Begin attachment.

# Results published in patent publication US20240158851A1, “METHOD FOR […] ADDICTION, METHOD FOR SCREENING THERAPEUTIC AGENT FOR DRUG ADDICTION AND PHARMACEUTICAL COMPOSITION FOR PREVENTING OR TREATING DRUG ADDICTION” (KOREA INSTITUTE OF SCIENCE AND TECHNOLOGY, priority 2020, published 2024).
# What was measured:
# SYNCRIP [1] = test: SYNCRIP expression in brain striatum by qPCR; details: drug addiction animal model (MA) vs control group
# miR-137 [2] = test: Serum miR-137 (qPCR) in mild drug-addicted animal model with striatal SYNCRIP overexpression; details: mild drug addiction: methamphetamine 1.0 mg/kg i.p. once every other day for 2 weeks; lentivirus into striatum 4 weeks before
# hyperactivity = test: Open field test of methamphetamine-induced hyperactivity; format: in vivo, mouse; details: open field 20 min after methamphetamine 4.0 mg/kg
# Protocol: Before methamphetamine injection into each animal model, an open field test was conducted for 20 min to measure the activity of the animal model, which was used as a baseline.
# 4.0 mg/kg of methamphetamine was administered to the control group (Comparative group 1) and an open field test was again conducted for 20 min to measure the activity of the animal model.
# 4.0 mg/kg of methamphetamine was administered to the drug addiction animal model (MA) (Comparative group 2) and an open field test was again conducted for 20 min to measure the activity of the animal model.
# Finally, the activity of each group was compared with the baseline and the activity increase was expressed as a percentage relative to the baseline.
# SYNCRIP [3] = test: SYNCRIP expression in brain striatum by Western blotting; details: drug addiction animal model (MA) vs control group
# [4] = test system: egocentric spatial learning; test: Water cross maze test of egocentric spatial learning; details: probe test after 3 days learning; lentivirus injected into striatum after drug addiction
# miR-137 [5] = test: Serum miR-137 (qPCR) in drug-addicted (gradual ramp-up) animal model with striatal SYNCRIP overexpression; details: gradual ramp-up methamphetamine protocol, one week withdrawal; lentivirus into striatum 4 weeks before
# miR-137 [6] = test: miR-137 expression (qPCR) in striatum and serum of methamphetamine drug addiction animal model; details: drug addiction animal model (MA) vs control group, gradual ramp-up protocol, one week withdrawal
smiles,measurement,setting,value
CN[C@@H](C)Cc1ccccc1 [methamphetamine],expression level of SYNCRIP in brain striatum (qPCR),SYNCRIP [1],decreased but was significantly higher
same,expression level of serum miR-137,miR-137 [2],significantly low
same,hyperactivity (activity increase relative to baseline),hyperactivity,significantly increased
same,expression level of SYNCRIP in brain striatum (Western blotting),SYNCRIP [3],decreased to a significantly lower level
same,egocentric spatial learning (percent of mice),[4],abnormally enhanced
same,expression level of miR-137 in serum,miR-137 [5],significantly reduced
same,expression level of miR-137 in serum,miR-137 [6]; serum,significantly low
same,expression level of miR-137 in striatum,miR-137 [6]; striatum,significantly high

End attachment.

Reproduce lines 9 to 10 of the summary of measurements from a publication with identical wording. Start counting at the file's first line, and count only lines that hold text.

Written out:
# Finally, the activity of each group was compared with the baseline and the activity increase was expressed as a percentage relative to the baseline.
# SYNCRIP [3] = test: SYNCRIP expression in brain striatum by Western blotting; details: drug addiction animal model (MA) vs control group